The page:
The AP article continues by naming a Church official who seems worried about the Catholic blogosphere. One wonders if the Church official would know the difference between Father John Zuhlsdorf from Father Richard McBrien, Amy Welborn from Aimee Semple McPherson, Mark Shea from Mark Sanford, Rocco Palmo from Rocco Mediate, or Tito Edwards from Tito Santana. I worked for years in a diocesan office and I have yet to meet, even in my travels, a diocesan official who is well versed in the blogosphere. It seems to be a generational thing and most diocesan officials are not to be confused with the younger, more conservative seminarians or young priests being ordained.
While some in the mainstream media snicker at the Pope and Magisterium (the teaching authority of the Catholic Church) they in reality have their own magisterium. In their secular magisterium anyone who believes in the Catholic Church’s authority is hopelessly outdated, because according to gatekeepers in the mainstream media, true thinkers are those in the dying liberal churches who don’t know what they believe. Sadly, GK Chesterton prophetically predicted this would happen. He said, “It’s not that atheists and agnostics believe in nothing, they believe in everything.” In modern parlance, “It’s all good.” How sad that some who proclaim to be “open minded” can’t see the obvious; liberal Christianity is dying on the vine.” Read the rest of this entry »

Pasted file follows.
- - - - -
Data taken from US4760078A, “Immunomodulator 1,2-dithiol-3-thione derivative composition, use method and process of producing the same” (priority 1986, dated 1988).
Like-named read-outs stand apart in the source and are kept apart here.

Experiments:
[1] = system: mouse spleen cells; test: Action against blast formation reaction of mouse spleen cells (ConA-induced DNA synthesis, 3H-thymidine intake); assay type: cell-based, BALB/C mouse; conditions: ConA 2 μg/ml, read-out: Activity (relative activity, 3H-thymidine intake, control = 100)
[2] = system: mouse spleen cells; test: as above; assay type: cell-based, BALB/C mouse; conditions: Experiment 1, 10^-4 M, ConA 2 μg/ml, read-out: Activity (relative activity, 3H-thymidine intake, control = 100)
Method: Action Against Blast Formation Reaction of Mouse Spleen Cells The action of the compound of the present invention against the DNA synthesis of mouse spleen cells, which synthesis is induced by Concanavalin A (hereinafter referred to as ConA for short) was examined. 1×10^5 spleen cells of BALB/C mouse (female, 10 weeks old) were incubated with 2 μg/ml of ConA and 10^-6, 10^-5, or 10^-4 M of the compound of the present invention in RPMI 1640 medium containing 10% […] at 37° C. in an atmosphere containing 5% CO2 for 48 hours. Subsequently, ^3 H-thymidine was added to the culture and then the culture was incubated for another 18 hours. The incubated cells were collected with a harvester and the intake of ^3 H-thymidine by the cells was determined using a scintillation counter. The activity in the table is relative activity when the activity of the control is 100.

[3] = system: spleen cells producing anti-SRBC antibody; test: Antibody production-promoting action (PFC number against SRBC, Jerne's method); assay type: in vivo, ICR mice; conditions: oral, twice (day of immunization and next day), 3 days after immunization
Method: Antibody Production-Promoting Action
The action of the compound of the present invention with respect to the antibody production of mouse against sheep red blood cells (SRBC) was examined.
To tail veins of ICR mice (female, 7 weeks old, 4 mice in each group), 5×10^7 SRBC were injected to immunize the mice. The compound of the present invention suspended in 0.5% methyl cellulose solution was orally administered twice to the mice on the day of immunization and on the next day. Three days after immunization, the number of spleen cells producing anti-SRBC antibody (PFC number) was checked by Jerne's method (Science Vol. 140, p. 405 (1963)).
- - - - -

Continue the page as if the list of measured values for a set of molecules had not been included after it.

“Endless War” is how The New York Times headlined its review of the Boston University historian Andrew J. Bacevich’s new book, Washington Rules: America’s Path to Permanent War. It’s a headline that will work just as well if the Times decides to review Reasons to Kill: Why Americans Choose War by Richard E. Rubenstein, a professor of conflict resolution at George Mason University. In fact, either Bacevich or Rubenstein could accurately have chosen “Endless War” as his own book’s title. Read the rest of this entry »